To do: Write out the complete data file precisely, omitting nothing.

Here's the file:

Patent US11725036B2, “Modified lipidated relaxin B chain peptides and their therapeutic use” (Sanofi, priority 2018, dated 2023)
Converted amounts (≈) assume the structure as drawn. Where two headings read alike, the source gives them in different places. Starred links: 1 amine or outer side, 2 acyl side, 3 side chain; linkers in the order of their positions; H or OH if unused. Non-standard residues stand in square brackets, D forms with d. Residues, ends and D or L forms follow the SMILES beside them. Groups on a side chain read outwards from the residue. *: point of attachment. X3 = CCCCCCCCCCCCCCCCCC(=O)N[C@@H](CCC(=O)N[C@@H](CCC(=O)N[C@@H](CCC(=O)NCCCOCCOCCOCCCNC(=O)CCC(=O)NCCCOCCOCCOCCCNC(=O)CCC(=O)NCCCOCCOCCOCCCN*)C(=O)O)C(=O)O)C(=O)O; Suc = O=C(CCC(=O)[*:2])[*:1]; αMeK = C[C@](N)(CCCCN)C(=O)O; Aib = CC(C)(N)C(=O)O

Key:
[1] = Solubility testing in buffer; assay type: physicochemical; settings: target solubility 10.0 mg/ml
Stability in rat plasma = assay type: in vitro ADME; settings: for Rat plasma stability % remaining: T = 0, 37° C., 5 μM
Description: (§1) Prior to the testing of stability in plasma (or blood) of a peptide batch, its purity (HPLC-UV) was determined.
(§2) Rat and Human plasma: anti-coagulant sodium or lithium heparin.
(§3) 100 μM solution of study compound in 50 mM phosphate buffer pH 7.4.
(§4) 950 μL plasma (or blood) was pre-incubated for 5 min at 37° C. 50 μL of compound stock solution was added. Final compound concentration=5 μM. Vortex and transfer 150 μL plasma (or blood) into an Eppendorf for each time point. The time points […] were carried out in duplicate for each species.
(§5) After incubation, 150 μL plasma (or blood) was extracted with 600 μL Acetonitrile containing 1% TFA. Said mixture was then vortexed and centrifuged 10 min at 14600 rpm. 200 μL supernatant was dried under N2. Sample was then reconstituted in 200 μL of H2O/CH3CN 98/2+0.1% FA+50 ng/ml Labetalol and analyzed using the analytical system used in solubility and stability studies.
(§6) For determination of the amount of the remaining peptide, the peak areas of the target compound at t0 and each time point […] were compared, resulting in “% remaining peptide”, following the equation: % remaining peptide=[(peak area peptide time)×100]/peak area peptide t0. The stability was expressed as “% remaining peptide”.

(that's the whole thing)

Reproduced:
Patent US11725036B2, “Modified lipidated relaxin B chain peptides and their therapeutic use” (Sanofi, priority 2018, dated 2023)
Converted amounts (≈) assume the structure as drawn. Where two headings read alike, the source gives them in different places. Starred links: 1 amine or outer side, 2 acyl side, 3 side chain; linkers in the order of their positions; H or OH if unused. Non-standard residues stand in square brackets, D forms with d. Residues, ends and D or L forms follow the SMILES beside them. Groups on a side chain read outwards from the residue. *: point of attachment. X3 = CCCCCCCCCCCCCCCCCC(=O)N[C@@H](CCC(=O)N[C@@H](CCC(=O)N[C@@H](CCC(=O)NCCCOCCOCCOCCCNC(=O)CCC(=O)NCCCOCCOCCOCCCNC(=O)CCC(=O)NCCCOCCOCCOCCCN*)C(=O)O)C(=O)O)C(=O)O; Suc = O=C(CCC(=O)[*:2])[*:1]; αMeK = C[C@](N)(CCCCN)C(=O)O; Aib = CC(C)(N)C(=O)O

Key:
[1] = Solubility testing in buffer; assay type: physicochemical; settings: target solubility 10.0 mg/ml
Stability in rat plasma = assay type: in vitro ADME; settings: for Rat plasma stability % remaining: T = 0, 37° C., 5 μM
Description: (§1) Prior to the testing of stability in plasma (or blood) of a peptide batch, its purity (HPLC-UV) was determined.
(§2) Rat and Human plasma: anti-coagulant sodium or lithium heparin.
(§3) 100 μM solution of study compound in 50 mM phosphate buffer pH 7.4.
(§4) 950 μL plasma (or blood) was pre-incubated for 5 min at 37° C. 50 μL of compound stock solution was added. Final compound concentration=5 μM. Vortex and transfer 150 μL plasma (or blood) into an Eppendorf for each time point. The time points […] were carried out in duplicate for each species.
(§5) After incubation, 150 μL plasma (or blood) was extracted with 600 μL Acetonitrile containing 1% TFA. Said mixture was then vortexed and centrifuged 10 min at 14600 rpm. 200 μL supernatant was dried under N2. Sample was then reconstituted in 200 μL of H2O/CH3CN 98/2+0.1% FA+50 ng/ml Labetalol and analyzed using the analytical system used in solubility and stability studies.
(§6) For determination of the amount of the remaining peptide, the peak areas of the target compound at t0 and each time point […] were compared, resulting in “% remaining peptide”, following the equation: % remaining peptide=[(peak area peptide time)×100]/peak area peptide t0. The stability was expressed as “% remaining peptide”.